I wrote this back in 2014, and posted it to Facebook. Now another year has come, and once again I am seeing anti and pro Columbus posts in social media. Instead of posting the essay again on Facebook I though this blog may be a more appropriate place.
To those of you who are posting pro-Columbus posts today in response to the anti-Columbus posts, isn't it more important to simply learn from history, and distinguish the right from wrong so that we may support correct ethical actions our current government takes, and fight against unethical actions our government has taken in the past, or plans on taking in the future? I hope we all are able to agree in this modern day and age that it was morally wrong to invade and commit genocide against an indigenous culture of millions of people in North America so that resources could be stolen from them. The slave trade that is commonly associated with Columbus landing in America also affected millions of people in African nations, and was a catastrophe for all of them as well. Since we can't turn back time and stop it all from happening, we should at least consider these horrible eras in American history as a lesson to learn from, instead of just a 'natural thing that happened to occur when the United States of America was being founded.'
If we don't learn from our mistakes and our government's mistakes, we are doomed to repeat those mistakes again in the future. For example, remember how Bush and the oil companies that supported him financially and politically took over Iraq's oil fields after the US invaded? Even the most hardcore neo-cons I know have felt force to admit that fact now that we are defending them from Islamic invaders. Coincidentally, I have noticed that the same people that defended Bush back then during the invasion in Iraq are attacking people on Facebook today for being against Columbus day.
I didn't buy the cover story of missing tubes and weapons of mass destruction, did you? Even if you did, looking back now shouldn't it be easy for most of us to see through the propaganda, and come to realize we were all lied to back then so that a few would gain more power, and more money? It is obvious that most wars, and slaughters, are fought over money and power. I hope you all realize this is still the case, and why the US military is dropping bombs today. Exterminating millions of American Indians in various ways (i.e. pox blankets, March of Tears, Blue Ridge Massacre, etc.) was horrible for me to learn about in college, and I hope you all agree that it is not something we can ever possibly justify intellectually, and should instead calmly talk about, and actively fight against politically now-a-days.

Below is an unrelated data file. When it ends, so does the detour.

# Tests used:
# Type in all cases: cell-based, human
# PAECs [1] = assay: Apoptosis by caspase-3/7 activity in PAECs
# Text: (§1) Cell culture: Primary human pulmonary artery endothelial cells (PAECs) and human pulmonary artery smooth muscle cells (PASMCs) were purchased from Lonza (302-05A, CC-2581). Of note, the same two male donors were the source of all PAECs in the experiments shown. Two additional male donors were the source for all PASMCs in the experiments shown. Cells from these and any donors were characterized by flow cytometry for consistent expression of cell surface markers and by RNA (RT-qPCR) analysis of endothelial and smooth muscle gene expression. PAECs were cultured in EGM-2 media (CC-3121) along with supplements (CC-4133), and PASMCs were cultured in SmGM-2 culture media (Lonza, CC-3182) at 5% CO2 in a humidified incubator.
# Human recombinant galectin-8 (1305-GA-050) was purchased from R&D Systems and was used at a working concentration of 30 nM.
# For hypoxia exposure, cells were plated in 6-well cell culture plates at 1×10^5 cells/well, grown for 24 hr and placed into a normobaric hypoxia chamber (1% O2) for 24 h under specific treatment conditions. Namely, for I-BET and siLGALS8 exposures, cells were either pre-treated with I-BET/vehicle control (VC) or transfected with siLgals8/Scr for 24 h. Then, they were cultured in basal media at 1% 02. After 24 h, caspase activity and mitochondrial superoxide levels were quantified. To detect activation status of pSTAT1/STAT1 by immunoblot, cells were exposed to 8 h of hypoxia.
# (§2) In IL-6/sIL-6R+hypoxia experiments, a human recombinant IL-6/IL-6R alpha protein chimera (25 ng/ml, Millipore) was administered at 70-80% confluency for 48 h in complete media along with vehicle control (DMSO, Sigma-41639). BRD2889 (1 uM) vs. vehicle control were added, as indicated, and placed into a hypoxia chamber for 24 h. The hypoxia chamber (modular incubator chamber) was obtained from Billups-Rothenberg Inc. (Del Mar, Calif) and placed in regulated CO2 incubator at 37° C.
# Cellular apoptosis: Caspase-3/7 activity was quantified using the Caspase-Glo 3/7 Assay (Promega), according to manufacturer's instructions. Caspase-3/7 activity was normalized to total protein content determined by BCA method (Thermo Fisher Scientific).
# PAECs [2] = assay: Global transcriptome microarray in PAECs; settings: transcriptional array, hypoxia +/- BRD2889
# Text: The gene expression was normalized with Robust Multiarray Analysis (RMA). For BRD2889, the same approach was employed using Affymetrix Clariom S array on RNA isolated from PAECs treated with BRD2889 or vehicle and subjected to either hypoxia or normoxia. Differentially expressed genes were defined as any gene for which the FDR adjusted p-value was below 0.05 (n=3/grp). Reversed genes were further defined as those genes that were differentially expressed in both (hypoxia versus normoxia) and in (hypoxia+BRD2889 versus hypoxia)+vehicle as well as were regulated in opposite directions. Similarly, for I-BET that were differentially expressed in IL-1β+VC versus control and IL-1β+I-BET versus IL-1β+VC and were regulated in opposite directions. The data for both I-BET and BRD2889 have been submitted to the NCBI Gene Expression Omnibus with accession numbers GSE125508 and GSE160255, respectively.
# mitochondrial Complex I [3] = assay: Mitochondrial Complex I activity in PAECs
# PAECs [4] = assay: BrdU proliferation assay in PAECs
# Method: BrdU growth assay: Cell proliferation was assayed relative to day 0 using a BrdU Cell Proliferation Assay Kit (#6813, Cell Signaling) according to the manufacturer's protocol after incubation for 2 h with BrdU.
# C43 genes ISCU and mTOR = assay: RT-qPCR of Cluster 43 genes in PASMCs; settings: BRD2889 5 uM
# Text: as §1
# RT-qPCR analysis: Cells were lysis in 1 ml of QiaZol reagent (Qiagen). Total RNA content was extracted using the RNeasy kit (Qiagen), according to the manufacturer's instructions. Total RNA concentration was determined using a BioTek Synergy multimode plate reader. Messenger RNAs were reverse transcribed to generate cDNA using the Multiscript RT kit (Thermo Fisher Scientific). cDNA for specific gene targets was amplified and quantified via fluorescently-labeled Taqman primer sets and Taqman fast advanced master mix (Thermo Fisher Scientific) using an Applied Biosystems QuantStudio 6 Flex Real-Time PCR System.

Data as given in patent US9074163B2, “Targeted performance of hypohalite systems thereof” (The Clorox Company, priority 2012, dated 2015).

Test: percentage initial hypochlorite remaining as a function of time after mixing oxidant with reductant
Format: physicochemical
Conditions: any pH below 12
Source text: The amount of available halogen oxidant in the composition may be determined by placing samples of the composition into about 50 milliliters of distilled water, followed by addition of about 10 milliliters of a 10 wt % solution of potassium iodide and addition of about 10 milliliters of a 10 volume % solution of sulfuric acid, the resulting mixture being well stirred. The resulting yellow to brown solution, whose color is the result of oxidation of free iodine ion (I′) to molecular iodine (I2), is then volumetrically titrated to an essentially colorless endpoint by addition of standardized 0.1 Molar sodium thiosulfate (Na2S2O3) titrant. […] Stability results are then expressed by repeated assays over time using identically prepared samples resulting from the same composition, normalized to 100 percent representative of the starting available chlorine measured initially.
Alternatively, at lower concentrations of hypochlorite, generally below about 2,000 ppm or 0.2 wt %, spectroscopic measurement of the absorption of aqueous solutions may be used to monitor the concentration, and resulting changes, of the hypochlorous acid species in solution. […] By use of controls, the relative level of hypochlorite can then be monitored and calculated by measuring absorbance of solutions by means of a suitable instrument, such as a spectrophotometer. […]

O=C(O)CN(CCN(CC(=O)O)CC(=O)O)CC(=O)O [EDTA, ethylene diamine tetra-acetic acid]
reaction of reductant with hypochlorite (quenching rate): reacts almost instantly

I have also read a post on FB excusing the genocide the US committed because other nations have committed the same, or worse, atrocities to people they conquered. Just because other nations have committed the same atrocities doesn't make the actions committed by the US government any more justifiable. This isn't even debatable and is akin to saying "I saw a guy kill another guy once, so I am now allowed to kill people too because he did." Not even sure how someone can think in this non-logical manner to be honest.
The story of Columbus they taught everyone I know in High School was false, and obviously whitewashed for a reason. What was the reason they taught it that way in High School? I imagine so that less educated young adults would feel proud of their American heritage, and this holiday, and not question the state's actions in the past, present, or future. I believe that is also the driving motivation of so many people today to call BS on this holiday. They have realized that they were lied to back then, and throughout their lives, by mentors, friends and family who believed in the lies for emotional reasons, and because they were force fed lies as well by other authority figures. These people who believe Columbus day is not a day to celebrate want to proclaim their independent mind to the rest of the propagandized world that still pretends to know better than them, and looks down on them for being "different" than the people in propagandized social circles.
Isn't it time for even the most hardcore supporters of the US empire to take a step back and agree with this common conclusion about Columbus and the era he lived in? When the northern colonies had enough of the human exploitation they fought a Civil War over these subjects, and over half a million more people died on top of the millions brutalized or killed in Africa and North America before then. Don't let all their deaths loose meaning. Instead, learn from it all and make a better world as a result of this understanding